Monday, 30 September 2013

Offload Data Transfer (ODX) in Windows Server 2012

I've been working on a nice Dell R720 host based Hyper-V cluster this week with a Dell Compellent array providing the storage.

One of the things I was looking forward to with this job was getting hands on with the ODX feature of the Compellent.

ODX (Offload Data Transfer) is a feature found on some of the newer storage arrays that helps with large file operations by (in simplified terms) keeping the transfers within the array rather than passing the file to the source then destination servers then back to the array.

The first thing to do (assuming you know the hardware supports it) would be to check that the OS and it's software components supports ODX.

Now this is a Windows Server 2012 and 2012 R2 only feature so if you're on 2008 R2, time to upgrade.

From a PowerShell prompt, run the following command:
Fltmc instances



Take a note of the volume name of either the drive, or in my case the CSV volume you want to check.  Then run:
Fltmc instances -v <Volume Name>

e.g. Fltmc instances -v C:\ClusterStorage\Volume1


This will give you the filter names that you will need to check.
Run this command, replacing the <Filter Name> with those shown by the previous command.

Get-ItemProperty hklm:\system\currentcontrolset\services\<FilterName> -Name "SupportedFeatures"

So for my two filters of FsDepends and MpFilter I get the following output:


The property that needs checking is "SupportedFeatures".  If this has a value of 3 then ODX is supported and you're good to go.  Anything else and you'll need to look into it further.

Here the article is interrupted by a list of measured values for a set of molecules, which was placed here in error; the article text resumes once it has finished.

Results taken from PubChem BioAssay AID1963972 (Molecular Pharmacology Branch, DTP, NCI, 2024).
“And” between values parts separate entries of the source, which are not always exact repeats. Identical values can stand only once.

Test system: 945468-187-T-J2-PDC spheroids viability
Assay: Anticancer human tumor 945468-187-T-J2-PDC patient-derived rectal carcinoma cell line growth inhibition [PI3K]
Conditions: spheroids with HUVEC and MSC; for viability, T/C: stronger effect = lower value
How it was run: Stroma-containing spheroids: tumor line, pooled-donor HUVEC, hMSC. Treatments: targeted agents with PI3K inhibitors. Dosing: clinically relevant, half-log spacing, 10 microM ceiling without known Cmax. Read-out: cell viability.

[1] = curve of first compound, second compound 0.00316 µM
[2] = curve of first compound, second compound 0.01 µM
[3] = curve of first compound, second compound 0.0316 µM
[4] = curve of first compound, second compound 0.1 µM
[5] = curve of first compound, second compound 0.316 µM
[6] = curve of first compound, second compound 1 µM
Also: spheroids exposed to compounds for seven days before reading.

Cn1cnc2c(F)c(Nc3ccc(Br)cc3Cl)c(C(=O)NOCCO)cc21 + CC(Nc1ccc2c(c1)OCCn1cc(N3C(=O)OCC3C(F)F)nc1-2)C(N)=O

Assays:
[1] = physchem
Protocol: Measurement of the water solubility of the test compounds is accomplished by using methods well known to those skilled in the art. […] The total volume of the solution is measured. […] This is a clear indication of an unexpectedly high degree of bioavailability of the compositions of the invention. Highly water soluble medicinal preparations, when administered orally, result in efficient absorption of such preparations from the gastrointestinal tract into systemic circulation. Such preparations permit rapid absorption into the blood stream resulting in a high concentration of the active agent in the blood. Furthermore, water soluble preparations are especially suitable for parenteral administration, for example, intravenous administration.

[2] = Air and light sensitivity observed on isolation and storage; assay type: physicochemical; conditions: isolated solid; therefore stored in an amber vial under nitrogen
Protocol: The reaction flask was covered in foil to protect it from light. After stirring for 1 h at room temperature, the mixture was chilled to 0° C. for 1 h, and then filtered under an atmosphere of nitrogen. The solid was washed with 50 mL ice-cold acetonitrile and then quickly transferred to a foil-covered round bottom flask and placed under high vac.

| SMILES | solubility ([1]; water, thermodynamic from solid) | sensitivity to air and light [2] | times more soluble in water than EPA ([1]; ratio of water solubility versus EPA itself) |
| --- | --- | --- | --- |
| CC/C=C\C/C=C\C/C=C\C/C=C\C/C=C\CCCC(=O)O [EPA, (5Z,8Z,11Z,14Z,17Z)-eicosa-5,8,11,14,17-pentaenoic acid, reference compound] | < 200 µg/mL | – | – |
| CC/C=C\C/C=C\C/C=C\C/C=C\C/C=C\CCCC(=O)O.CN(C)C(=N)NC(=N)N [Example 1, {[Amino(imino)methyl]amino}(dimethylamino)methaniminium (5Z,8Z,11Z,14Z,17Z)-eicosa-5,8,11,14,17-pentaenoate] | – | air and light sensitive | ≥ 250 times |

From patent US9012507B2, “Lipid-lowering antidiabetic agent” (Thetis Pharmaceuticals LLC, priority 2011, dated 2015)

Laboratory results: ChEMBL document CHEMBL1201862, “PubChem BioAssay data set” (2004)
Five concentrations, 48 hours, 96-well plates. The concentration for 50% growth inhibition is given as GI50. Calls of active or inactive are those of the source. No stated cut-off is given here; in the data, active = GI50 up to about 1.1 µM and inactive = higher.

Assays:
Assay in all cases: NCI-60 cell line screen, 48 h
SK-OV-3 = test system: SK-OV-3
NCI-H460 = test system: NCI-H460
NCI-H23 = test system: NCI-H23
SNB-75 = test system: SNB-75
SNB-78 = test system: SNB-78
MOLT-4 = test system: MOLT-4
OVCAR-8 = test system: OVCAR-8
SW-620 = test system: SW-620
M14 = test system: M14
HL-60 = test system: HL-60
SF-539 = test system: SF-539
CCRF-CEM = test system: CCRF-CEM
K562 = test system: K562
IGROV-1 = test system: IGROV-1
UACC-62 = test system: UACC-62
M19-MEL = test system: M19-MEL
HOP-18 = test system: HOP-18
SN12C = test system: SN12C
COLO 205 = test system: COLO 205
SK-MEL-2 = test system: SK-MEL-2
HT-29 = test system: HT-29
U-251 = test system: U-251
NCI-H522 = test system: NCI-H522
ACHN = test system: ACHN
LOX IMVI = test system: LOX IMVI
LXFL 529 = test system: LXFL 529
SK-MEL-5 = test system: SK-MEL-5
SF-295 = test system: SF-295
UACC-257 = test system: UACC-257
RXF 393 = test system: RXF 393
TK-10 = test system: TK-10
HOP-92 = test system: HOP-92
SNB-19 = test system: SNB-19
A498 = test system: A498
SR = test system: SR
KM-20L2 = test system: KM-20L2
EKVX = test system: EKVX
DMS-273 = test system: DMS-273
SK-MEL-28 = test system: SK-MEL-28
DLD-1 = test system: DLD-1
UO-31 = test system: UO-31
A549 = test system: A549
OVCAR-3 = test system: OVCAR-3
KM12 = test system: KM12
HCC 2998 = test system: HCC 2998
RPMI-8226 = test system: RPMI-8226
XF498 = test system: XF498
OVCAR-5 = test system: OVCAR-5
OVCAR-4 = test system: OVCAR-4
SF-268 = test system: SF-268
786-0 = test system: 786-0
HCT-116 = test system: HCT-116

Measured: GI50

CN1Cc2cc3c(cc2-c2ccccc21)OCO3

Lastly, check if ODX is enabled on your server using this command:
Get-ItemProperty hklm:\system\currentcontrolset\control\filesystem -Name "FilterSupportedFeaturesMode"

If it returns a "FilterSupportedFeaturesMode" other than 0 as shown below then ODX isn't enabled.


Run this to enable ODX:
Set-ItemProperty hklm:\system\currentcontrolset\control\filesystem -Name "FilterSupportedFeaturesMode" -Value 0 -Type DWord


Or this to disable ODX if needed:
Set-ItemProperty hklm:\system\currentcontrolset\control\filesystem -Name "FilterSupportedFeaturesMode" -Value 1 -Type DWord

In order to demonstrate to the client that ODX was indeed enabled and more to the point worth having, I modified the script on Hans Vredevoort shows on his blog post discussing ODX testing between 3Par and Compellents here: http://www.hyper-v.nu/archives/hvredevoort/2013/07/notes-from-the-field-using-odx-with-hp-3par-storage-arrays/

I ran the script which loops through creating 10 x 50Gb and 10 x 475Gb fixed disks with ODX enabled and then does the same but with ODX disabled.

This was the timings from the test:

With ODX
12.6 seconds for 10 x 50Gb vhdx files
84.2 seconds for 10 x 475Gb vhdx files
96.8 seconds total for all vhdx files

Without ODX
1015.5 seconds (nearly 17 mins) for 10 x 50Gb vhdx files
8615.8 seconds (just over 2 hours) for 9 x 475Gb vhdx files (N.B. I ran out of disk space for the 10th)
9631 seconds or 2.7 hours total for all vhdx files
 


There is a MASSIVE difference in creation times!

ODX is a feature well worth having in my opinion.  What I really can't wait for is ODX support with SCVMM libraries in the SCVMM 2012 R2 release!!


I've uploaded the ODX Test script to SkyDrive here: http://sdrv.ms/16QhZZE

1 comment:

Anonymous said...

Tried running it too.. creating a 50Gb file on 3PAr with ODX ~ 3.05Min, WITHOUT! ODX: 2.39Min